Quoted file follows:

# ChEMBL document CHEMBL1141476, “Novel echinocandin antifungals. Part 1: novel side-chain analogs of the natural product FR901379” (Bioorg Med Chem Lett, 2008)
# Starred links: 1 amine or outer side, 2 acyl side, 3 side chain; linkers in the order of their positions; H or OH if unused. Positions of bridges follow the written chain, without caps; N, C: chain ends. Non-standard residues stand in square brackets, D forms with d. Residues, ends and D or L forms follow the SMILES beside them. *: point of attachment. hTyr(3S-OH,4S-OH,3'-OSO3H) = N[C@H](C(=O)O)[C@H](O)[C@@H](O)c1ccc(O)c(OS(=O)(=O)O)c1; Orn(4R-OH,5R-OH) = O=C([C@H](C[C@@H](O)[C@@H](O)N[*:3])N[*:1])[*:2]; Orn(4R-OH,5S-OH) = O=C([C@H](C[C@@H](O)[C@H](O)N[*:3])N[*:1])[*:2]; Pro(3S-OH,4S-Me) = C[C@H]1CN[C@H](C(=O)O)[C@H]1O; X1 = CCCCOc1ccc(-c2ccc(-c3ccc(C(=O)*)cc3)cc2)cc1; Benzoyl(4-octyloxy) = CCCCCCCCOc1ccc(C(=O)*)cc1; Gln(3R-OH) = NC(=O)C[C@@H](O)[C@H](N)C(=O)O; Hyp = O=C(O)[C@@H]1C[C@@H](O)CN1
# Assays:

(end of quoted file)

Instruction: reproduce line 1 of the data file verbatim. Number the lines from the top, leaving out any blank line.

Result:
# ChEMBL document CHEMBL1141476, “Novel echinocandin antifungals. Part 1: novel side-chain analogs of the natural product FR901379” (Bioorg Med Chem Lett, 2008)